October 20, 2016

Muslims have been at the center of political rhetoric and discourse from both parties, especially during this election. Research shows that it is political rhetoric, not terrorist events, that stoke the fires of anti-Muslim sentiment. On Thursday, Oct. 20, at 6 p.m. in the Pugh Hall Ocora, the Executive Director of the Institute of Social Policy and Understanding and the Excutive Director of Emerge USA joined UF Political Science Professor Emeritus Ken Wald to explore the guiding principles of political engagement as it relates to human rights and equality and why American Muslims should participate in the upcoming election. Director of the UF Center for Global Islamic Studies Terje Ostebo moderated the panel discussion.
 
Meira Neggaz
Neggaz is responsible for the ISPU's overall leadership, strategy, and growth. She works to build and strengthen ISPU’s relationships with community leaders, policy makers, scholars, partner institutions and stakeholders to broaden the reach of ISPU’s research and to increase the impact of the organization’s mission. Before joining ISPU, Neggaz was the senior program officer for Marie Stopes International (MSI), a leading, UK-based organization working in 42 countries. There, she led and managed programs in multiple countries, developed partnerships with key stakeholders and partner institutions, and managed key grants and donor relationships. Formerly, she was the first executive director of WINGS in Guatemala, where she grew the organization from its infancy to become a national leader in the health sector, and the Guatemala Country Representative for Curamericas, establishing country presence and leading a USAID funded child survival project. She holds a BA from Huron University in London and a Master of Arts in Law and Diplomacy from the Fletcher School of Law and Diplomacy at Tufts University.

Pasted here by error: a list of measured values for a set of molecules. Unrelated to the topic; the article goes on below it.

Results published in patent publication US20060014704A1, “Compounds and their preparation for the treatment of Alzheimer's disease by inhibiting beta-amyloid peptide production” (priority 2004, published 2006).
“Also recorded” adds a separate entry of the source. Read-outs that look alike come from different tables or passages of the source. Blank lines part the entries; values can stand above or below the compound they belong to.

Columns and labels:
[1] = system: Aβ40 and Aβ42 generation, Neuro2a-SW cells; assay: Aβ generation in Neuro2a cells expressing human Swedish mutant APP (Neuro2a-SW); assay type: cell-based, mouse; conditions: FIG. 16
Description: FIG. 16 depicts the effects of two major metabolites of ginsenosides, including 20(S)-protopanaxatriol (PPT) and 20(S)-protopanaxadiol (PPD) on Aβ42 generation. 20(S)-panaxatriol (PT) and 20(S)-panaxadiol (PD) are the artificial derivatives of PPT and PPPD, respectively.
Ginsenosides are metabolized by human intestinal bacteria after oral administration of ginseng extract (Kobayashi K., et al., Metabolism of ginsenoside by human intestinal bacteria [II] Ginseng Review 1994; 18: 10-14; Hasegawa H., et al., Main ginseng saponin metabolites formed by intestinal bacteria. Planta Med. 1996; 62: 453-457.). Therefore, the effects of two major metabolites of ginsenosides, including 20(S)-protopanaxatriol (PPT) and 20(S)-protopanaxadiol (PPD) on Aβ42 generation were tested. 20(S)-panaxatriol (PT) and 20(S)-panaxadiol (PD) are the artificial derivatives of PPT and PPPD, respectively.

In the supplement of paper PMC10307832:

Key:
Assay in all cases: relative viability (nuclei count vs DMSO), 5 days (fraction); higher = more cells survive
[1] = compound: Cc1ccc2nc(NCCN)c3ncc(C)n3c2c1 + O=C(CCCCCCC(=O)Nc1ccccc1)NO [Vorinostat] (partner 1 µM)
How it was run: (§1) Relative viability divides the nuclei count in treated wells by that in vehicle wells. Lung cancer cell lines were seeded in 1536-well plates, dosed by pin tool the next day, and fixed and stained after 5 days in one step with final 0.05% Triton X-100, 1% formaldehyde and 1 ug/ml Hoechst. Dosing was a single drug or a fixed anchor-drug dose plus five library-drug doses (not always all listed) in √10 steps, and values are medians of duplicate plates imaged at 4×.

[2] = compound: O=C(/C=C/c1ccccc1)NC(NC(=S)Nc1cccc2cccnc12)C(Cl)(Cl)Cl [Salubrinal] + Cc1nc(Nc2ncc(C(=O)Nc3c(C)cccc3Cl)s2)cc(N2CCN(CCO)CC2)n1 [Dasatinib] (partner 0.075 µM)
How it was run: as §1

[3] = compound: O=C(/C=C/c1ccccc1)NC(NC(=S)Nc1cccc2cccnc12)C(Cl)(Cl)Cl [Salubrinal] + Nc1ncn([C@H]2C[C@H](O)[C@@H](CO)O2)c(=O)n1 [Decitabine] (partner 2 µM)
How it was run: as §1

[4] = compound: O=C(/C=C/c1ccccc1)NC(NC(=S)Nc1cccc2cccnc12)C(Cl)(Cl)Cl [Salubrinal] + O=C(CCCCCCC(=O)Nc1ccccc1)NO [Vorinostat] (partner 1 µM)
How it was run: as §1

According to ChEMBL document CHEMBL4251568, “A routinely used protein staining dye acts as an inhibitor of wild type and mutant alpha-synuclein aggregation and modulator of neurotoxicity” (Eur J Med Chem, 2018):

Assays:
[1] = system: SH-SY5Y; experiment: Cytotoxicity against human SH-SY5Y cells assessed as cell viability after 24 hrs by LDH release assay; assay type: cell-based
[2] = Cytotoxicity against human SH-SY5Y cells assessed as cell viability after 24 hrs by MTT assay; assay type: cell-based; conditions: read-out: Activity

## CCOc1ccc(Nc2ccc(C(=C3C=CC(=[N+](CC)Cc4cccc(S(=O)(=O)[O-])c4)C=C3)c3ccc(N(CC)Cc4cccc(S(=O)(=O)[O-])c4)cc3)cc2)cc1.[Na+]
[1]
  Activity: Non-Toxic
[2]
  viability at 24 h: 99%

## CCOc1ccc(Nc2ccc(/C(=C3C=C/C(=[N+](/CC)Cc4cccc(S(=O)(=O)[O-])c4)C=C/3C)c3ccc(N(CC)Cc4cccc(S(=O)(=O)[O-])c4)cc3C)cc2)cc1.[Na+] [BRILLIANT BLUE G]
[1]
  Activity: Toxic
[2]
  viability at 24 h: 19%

Tamara Ayon 
Tamara Ayon is the Florida Executive Director for Emerge USA, and the former Executive Director for the Broward Democratic Party. Tamara has been a political activist  and community organizer for 20 years. She has worked on everything from immigration reform, environmental protection, education reform, civil rights and criminal justice reform to campaign management. She resides in South Florida with her 12 year old daughter and works on music and art in her spare time. Emerge USA is a Muslim Arab American South Asian Civic Engagement group that works to build political involvement through grassroots networking in swing states across the United States. Emerge USA aims to politically empower and train its constituents to be effective community organizers and work in coalitions to advance beneficial policies and legislation that help protect and enforce the constitutional rights and civil liberties afforded by the United States Constitution. Sparked by rhetoric, charged by momentum. Emerge USA’s  mission is to civically elevate the American Muslim community.

Ken Wald 
Kenneth D. Wald is Distinguished Professor of Political Science  and the Samuel R. "Bud" Shorstein Professor of American Jewish Culture and Society at the University of Florida. He has written about the relationship of religion and politics in the United States, Great Britain, and Israel. His most recent books include Religion and Politics in the United States (Rowman & Littlefield, 2010, 6th ed.), The Politics of Cultural Differences: Social Change and Voter Mobilization Strategies in the Post-New Deal Period (Princeton University Press, 2002, co-authored), and The Politics of Gay Rights (University of Chicago Press, 2000, coedited with Craig Rimmerman and Clyde Wilcox).
 
The is event is co-sponsored by the Center for Global Islamic Studies and the Bob Graham Center for Public Service. ​